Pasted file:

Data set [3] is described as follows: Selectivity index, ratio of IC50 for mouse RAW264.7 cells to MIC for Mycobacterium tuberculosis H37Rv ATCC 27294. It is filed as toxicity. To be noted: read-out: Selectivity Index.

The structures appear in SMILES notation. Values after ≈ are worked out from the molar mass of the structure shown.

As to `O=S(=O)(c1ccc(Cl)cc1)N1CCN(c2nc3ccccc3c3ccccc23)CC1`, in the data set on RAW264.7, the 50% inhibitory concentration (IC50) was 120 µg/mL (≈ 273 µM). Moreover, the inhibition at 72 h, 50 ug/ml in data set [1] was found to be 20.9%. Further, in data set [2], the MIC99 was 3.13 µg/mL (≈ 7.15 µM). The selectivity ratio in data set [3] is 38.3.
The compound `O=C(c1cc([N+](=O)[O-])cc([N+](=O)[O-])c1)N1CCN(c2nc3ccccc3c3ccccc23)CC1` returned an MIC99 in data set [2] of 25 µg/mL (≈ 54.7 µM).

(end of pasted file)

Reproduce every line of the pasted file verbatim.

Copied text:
Data set [3] is described as follows: Selectivity index, ratio of IC50 for mouse RAW264.7 cells to MIC for Mycobacterium tuberculosis H37Rv ATCC 27294. It is filed as toxicity. To be noted: read-out: Selectivity Index.

The structures appear in SMILES notation. Values after ≈ are worked out from the molar mass of the structure shown.

As to `O=S(=O)(c1ccc(Cl)cc1)N1CCN(c2nc3ccccc3c3ccccc23)CC1`, in the data set on RAW264.7, the 50% inhibitory concentration (IC50) was 120 µg/mL (≈ 273 µM). Moreover, the inhibition at 72 h, 50 ug/ml in data set [1] was found to be 20.9%. Further, in data set [2], the MIC99 was 3.13 µg/mL (≈ 7.15 µM). The selectivity ratio in data set [3] is 38.3.
The compound `O=C(c1cc([N+](=O)[O-])cc([N+](=O)[O-])c1)N1CCN(c2nc3ccccc3c3ccccc23)CC1` returned an MIC99 in data set [2] of 25 µg/mL (≈ 54.7 µM).